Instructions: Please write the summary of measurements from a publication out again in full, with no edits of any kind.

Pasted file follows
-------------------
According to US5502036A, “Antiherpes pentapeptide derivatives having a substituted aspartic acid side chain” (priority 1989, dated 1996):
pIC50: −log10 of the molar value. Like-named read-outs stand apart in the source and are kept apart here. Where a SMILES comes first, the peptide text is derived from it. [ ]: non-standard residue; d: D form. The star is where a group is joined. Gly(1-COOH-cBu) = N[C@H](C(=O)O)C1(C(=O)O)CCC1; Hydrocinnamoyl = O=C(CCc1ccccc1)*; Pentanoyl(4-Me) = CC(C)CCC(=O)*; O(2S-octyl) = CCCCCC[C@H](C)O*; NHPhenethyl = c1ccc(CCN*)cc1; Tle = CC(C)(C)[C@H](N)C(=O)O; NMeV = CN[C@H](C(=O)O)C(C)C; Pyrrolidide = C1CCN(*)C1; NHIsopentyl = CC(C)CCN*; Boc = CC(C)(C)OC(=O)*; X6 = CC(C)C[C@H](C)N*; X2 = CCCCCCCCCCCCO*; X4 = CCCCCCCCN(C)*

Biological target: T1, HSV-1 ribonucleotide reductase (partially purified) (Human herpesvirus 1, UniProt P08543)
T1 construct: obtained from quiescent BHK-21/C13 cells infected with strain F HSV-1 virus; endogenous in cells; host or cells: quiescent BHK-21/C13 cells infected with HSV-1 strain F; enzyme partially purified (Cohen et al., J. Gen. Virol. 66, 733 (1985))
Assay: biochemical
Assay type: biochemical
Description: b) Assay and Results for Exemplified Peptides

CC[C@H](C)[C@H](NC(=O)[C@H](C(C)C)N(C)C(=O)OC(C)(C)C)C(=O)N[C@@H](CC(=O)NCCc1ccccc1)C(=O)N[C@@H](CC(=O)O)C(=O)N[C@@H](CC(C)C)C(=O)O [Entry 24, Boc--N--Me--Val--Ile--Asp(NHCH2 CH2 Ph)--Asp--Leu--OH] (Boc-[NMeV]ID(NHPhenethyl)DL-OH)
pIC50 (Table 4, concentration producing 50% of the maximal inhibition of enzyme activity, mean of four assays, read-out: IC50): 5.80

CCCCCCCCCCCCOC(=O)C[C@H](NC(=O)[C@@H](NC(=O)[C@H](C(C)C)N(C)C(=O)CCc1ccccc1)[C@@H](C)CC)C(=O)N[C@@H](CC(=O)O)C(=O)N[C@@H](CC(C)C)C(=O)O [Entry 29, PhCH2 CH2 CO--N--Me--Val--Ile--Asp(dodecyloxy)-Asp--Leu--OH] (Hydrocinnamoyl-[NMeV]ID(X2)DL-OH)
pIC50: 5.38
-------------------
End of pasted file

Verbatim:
According to US5502036A, “Antiherpes pentapeptide derivatives having a substituted aspartic acid side chain” (priority 1989, dated 1996):
pIC50: −log10 of the molar value. Like-named read-outs stand apart in the source and are kept apart here. Where a SMILES comes first, the peptide text is derived from it. [ ]: non-standard residue; d: D form. The star is where a group is joined. Gly(1-COOH-cBu) = N[C@H](C(=O)O)C1(C(=O)O)CCC1; Hydrocinnamoyl = O=C(CCc1ccccc1)*; Pentanoyl(4-Me) = CC(C)CCC(=O)*; O(2S-octyl) = CCCCCC[C@H](C)O*; NHPhenethyl = c1ccc(CCN*)cc1; Tle = CC(C)(C)[C@H](N)C(=O)O; NMeV = CN[C@H](C(=O)O)C(C)C; Pyrrolidide = C1CCN(*)C1; NHIsopentyl = CC(C)CCN*; Boc = CC(C)(C)OC(=O)*; X6 = CC(C)C[C@H](C)N*; X2 = CCCCCCCCCCCCO*; X4 = CCCCCCCCN(C)*

Biological target: T1, HSV-1 ribonucleotide reductase (partially purified) (Human herpesvirus 1, UniProt P08543)
T1 construct: obtained from quiescent BHK-21/C13 cells infected with strain F HSV-1 virus; endogenous in cells; host or cells: quiescent BHK-21/C13 cells infected with HSV-1 strain F; enzyme partially purified (Cohen et al., J. Gen. Virol. 66, 733 (1985))
Assay: biochemical
Assay type: biochemical
Description: b) Assay and Results for Exemplified Peptides

CC[C@H](C)[C@H](NC(=O)[C@H](C(C)C)N(C)C(=O)OC(C)(C)C)C(=O)N[C@@H](CC(=O)NCCc1ccccc1)C(=O)N[C@@H](CC(=O)O)C(=O)N[C@@H](CC(C)C)C(=O)O [Entry 24, Boc--N--Me--Val--Ile--Asp(NHCH2 CH2 Ph)--Asp--Leu--OH] (Boc-[NMeV]ID(NHPhenethyl)DL-OH)
pIC50 (Table 4, concentration producing 50% of the maximal inhibition of enzyme activity, mean of four assays, read-out: IC50): 5.80

CCCCCCCCCCCCOC(=O)C[C@H](NC(=O)[C@@H](NC(=O)[C@H](C(C)C)N(C)C(=O)CCc1ccccc1)[C@@H](C)CC)C(=O)N[C@@H](CC(=O)O)C(=O)N[C@@H](CC(C)C)C(=O)O [Entry 29, PhCH2 CH2 CO--N--Me--Val--Ile--Asp(dodecyloxy)-Asp--Leu--OH] (Hydrocinnamoyl-[NMeV]ID(X2)DL-OH)
pIC50: 5.38